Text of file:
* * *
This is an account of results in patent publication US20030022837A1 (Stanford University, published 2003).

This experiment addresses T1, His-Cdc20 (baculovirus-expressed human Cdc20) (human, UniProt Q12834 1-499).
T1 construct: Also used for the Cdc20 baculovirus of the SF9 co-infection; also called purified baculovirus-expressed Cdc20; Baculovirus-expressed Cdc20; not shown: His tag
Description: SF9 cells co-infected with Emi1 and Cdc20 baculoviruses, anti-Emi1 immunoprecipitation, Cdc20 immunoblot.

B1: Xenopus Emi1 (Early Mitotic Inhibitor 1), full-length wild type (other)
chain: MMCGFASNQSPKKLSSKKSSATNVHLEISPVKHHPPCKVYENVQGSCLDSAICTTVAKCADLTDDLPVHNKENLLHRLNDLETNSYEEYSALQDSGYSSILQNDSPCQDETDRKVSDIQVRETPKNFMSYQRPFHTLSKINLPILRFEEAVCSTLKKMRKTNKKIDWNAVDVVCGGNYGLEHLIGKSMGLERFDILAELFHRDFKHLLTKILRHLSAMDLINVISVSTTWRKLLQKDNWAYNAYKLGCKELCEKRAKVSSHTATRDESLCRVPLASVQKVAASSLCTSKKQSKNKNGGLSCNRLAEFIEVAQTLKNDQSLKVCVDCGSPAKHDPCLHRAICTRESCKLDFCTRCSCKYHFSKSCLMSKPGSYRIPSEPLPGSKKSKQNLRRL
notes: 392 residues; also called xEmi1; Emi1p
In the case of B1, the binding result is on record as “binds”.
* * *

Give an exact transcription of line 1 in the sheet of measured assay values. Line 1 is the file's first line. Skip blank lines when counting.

This is an account of results in patent publication US20030022837A1 (Stanford University, published 2003).